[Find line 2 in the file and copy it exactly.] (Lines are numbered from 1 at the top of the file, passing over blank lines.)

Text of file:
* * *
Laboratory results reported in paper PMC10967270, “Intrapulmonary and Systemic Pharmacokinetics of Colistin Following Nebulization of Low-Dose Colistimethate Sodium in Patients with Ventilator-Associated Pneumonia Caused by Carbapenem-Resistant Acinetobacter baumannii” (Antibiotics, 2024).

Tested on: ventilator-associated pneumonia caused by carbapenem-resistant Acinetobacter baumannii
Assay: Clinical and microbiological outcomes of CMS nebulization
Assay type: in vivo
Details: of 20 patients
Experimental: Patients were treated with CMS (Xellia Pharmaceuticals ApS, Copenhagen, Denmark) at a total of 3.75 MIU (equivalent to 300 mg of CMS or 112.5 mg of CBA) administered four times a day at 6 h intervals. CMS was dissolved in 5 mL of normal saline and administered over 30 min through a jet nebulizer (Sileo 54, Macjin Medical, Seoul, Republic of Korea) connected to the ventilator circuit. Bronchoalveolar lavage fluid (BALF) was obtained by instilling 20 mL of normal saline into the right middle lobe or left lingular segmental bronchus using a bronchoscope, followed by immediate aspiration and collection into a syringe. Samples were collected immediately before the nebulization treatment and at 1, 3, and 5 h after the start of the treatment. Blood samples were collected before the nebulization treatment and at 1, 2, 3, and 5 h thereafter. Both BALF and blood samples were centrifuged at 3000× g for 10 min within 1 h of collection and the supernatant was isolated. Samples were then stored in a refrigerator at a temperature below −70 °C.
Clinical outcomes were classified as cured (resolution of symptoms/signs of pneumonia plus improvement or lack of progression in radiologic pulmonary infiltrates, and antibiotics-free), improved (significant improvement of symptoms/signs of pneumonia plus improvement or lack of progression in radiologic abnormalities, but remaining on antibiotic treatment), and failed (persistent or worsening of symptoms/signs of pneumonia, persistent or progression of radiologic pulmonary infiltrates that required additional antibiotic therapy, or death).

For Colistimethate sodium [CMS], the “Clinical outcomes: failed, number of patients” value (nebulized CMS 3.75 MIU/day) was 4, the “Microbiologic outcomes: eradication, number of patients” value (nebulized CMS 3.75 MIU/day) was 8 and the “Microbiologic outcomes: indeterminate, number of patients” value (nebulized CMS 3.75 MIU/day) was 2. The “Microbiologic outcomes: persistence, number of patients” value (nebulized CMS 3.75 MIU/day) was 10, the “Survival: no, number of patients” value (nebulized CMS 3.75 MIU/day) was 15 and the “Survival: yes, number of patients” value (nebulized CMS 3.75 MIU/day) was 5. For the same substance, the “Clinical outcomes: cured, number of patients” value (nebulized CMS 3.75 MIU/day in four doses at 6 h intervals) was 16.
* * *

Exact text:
Tested on: ventilator-associated pneumonia caused by carbapenem-resistant Acinetobacter baumannii